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Just one cigarette a day doubles a woman's risk of having a fatal heart attack



21:03 GMT, 11 December 2012

Habit-forming: On average, those in the study who smoked reported that they started in their late teens

Habit-forming: On average, those in the study who smoked reported that they started in their late teens

Women who smoke as little as one a day are at higher risk of dying suddenly from heart attack and other heart problems, warn researchers.

The risk is doubled compared with women who don’t smoke, and higher for long-term smokers.

A new study suggests women smokers face greater heart dangers than previously thought, even when they appear to be healthy.

But the threat can be reversed within five years if women quit the habit, say Canadian researchers.

Roopinder Sandhu, the study’s lead author and a cardiac electrophysiologist at the University of Alberta’s Mazankowski Heart Institute in Edmonton, Alberta, said: ‘Sudden cardiac death is often the first sign of heart disease among women, so lifestyle changes that reduce the risk are particularly important.

‘Our study shows that cigarette smoking is an important modifiable risk factor for sudden cardiac death among all women. Quitting smoking before heart disease develops is critical.’

In the UK almost half the ten million smokers are women. Although smoking is falling among both sexes the decline has been less rapid in women.

Researchers examined the rate of sudden cardiac death – unexpected death within minutes from heart-related causes including heart attack and rhythm abnormalities – among more than 101,000 healthy women in the Nurses’ Health Study.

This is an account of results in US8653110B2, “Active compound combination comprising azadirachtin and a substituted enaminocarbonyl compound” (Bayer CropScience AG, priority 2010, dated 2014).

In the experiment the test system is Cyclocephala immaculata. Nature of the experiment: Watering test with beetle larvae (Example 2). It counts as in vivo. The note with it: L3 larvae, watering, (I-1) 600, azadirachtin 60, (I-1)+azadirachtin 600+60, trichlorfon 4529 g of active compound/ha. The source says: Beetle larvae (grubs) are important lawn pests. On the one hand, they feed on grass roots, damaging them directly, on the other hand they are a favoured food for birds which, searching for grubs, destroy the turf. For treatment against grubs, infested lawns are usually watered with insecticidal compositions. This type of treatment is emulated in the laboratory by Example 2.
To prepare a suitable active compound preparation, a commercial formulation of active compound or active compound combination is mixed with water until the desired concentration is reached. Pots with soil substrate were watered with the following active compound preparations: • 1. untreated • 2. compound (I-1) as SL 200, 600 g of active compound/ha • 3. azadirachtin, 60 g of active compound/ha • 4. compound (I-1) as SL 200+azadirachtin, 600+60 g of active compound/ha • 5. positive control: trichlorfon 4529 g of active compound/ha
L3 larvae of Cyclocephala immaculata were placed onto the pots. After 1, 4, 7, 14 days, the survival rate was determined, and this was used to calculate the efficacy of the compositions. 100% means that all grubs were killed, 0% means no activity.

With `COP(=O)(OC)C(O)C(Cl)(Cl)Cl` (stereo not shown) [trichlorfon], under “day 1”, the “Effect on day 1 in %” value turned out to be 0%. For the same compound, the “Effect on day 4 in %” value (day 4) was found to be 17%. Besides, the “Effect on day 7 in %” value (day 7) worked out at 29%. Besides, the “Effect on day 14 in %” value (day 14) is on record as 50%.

They included records dating back to 1980 with 30 years of follow-up on participants aged between 30 to 55 years old at the study’s start.

On average, those who smoked reported that they started in their late teens.

During the study, 351 women died of sudden cardiac death, says a report in Circulation: Arrhythmia & Electrophysiology, an American Heart Association journal.

The findings showed even light-to-moderate smokers, who smoked one to 14 cigarettes daily, had nearly two times the risk of sudden cardiac death as non-smokers.

Women with no history of heart disease, cancer, or stroke who smoked had almost two and a half times the risk of sudden cardiac death compared with healthy women who never smoked.

For every five years of continued smoking, the risk climbed by eight per cent.

Among women with heart disease, the risk of sudden cardiac death dropped to that of a non smoker within 15 to 20 years after smoking cessation.

But in the absence of heart disease, there was an immediate reduction in sudden cardiac death risk, occurring in fewer than five years.

Incentive: Scientists say quitting smoking before heart disease develops is critical

Incentive: Scientists say quitting smoking before heart disease develops is critical

Dr Sandhu said: ‘Cigarette smoking is a known risk factor for sudden cardiac death, but until now, we didn’t know how the quantity and duration of smoking affected the risk among apparently healthy women, nor did we have long-term follow-up.’

Ellen Mason, Senior Cardiac Nurse at the British Heart Foundation (BHF), said: ‘This study shows that smoking just a couple of cigarettes a day could still seriously affect your future health.

‘As we approach the New Year, many of us will be making resolutions and giving up smoking will be top of the list for lots of people. If you’re thinking of quitting and need a nudge, this research adds to the wealth of evidence that stopping smoking is the single best thing you can do for your heart health.’

In addition to heart disease, smoking triggers lung cancer which each year in the UK causes almost 16,000 deaths in women – more than breast and cervical cancer combined at 13,000.

Experts blame the toll on women adopting a smoking lifestyle later than men in the 20th century – often as a way of controlling their weight – and being more at risk from smoking-related lung diseases at an earlier age.

A major US study last year found women smokers face a 25 per cent higher risk of developing heart disease compared with men who smoke.

Toxins in cigarette smoke appear to affect women more badly, and the risk could be even greater because women tend to get through fewer cigarettes than men.